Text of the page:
People

Monday, September 23, 2002

'Star Trek' actor pens book

Los Angeles � Former "Star Trek" actor Leonard Nimoy is exploring a new universe.

A shutterbug since his teens, Nimoy has produced his first book of photographs, titled: "Shekhina: Photographs by Leonard Nimoy."

It contains black-and-white images on the theme of Shekhina, which Jewish mystics consider to be the feminine aspect of God.

"I have imagined her as ubiquitous, watchful, and often in motion," Nimoy says in the book's introduction. "This work is my quest for insight, the exploration of my own spirituality, and, as such, has been a deeply moving and expanding process."

Some photographs are being displayed at the Skirball Cultural Center in Los Angeles beginning Wednesday.

Griffin sells hotel site of scandal

Palm Springs, Calif. � Merv Griffin has sold the 14-acre resort hotel that gained notoriety in 2000 when actor Robert Downey Jr. was arrested there for drug possession.

The television producer sold Merv Griffin's Resort Hotel & Givenchy Spa to a Scottsdale, Ariz., company for an undisclosed amount.

Palm Desert Holdings and Epix Hotels and Resorts will reopen the hotel under a new name this winter.

Griffin said selling the hotel will reduce his many responsibilities.

Griffin bought the Palm Springs hotel in 1998, bringing to it Hollywood flair. He hosted an annual holiday event, in which celebrities such as Cher and Suzanne Somers decorated Christmas trees and auctioned them for charity.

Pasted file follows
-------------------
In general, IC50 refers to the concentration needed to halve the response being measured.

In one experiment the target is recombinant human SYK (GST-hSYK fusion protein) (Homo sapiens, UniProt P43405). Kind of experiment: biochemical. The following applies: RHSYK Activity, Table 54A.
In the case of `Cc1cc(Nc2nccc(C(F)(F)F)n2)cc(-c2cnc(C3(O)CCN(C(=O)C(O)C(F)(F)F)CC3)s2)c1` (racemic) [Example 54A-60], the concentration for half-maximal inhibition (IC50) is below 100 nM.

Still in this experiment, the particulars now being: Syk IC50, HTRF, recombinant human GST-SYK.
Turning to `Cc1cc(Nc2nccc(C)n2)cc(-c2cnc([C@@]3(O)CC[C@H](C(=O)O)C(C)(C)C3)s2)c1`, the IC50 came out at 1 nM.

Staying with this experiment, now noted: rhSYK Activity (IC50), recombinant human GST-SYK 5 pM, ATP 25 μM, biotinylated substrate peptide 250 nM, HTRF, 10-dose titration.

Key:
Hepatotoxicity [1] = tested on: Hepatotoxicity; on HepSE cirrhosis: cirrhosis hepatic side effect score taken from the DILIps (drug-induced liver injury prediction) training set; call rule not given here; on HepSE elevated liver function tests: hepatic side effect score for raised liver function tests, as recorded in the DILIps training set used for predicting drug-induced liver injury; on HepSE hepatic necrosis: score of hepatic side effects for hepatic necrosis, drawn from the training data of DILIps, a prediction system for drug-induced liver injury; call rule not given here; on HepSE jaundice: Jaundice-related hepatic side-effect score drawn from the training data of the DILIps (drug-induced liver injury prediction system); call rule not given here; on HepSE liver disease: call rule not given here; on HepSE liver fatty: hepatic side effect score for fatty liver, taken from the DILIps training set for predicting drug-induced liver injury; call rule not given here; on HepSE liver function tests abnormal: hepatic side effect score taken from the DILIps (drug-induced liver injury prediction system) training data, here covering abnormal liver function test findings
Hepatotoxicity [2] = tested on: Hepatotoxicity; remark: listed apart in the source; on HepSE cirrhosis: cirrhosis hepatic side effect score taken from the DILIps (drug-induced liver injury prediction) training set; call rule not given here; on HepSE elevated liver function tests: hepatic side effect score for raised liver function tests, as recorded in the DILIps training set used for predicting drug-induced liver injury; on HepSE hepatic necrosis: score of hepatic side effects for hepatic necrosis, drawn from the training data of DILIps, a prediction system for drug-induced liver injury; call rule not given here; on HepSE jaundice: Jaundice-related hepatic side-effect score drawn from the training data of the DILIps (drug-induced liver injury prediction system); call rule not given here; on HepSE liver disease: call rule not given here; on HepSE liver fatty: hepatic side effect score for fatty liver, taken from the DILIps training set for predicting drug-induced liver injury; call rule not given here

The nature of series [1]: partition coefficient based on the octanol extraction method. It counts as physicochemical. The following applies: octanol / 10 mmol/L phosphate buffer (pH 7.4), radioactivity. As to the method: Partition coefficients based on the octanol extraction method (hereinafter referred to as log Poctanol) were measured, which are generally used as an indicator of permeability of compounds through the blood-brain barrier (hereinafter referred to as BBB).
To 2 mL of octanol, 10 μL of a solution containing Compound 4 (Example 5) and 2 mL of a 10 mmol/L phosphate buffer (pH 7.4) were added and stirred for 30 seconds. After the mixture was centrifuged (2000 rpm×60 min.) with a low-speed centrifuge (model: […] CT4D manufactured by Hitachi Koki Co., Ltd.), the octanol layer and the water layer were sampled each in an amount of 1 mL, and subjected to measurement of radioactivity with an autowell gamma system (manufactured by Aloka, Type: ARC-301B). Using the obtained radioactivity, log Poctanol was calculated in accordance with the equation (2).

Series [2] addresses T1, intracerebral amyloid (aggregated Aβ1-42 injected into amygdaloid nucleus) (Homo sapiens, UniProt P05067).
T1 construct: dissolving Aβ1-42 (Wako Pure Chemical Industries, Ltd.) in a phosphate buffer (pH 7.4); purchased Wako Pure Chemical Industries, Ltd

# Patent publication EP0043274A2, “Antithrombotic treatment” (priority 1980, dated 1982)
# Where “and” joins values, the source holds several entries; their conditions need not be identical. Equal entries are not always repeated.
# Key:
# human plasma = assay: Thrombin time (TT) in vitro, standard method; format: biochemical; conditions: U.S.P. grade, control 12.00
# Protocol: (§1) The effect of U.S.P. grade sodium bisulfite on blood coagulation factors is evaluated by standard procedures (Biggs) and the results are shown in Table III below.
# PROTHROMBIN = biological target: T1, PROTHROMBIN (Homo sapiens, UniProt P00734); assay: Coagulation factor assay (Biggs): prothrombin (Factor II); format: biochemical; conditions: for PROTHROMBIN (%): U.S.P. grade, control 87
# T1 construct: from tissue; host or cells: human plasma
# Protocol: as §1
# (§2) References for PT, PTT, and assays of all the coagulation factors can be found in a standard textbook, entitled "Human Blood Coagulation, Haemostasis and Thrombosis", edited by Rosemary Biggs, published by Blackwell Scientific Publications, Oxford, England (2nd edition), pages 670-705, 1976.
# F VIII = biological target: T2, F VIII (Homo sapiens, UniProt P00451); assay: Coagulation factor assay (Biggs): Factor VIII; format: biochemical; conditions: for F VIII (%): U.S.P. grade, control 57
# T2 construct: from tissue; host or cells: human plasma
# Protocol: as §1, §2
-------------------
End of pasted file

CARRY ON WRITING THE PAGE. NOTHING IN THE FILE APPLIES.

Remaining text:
Liz Taylor sells ring

New York � An emerald and diamond Bulgari ring that Richard Burton gave Elizabeth Taylor went on display Saturday at Christie's auction house.

The ring is among items from Taylor's jewelry collection that go on the block Thursday to benefit The Elizabeth Taylor AIDS Foundation.

The foundation has raised $8 million since Taylor founded it in 1991.

On Sept. 30, Christie's will also display � but not sell � 30 pieces from the actress's private jewelry collection to launch her new book, "Elizabeth Taylor: My Love Affair with Jewelry."

RCA remixes the King's work

Los Angeles � RCA vice president David Bendeth spent a year uncovering hidden tones in original Elvis Presley recordings to produce a richer "less distant" sound.

He was awe-struck.

"Imagine mixing the King!" said Bendeth, whose work, "Elvis 30

No. 1 Hits," will be released Tuesday.

"Everyone said, 'Can you make this better?"' Bendeth recalled. "People were hesitant to touch them."

The tapes, some recorded over 45 years ago, included "Heartbreak Hotel," "Jailhouse Rock," "Are You Lonesome Tonight" and "Can't Help Falling in Love."

"I tried to think what Elvis wanted. I had to imagine he was in the room with me," Bendeth said.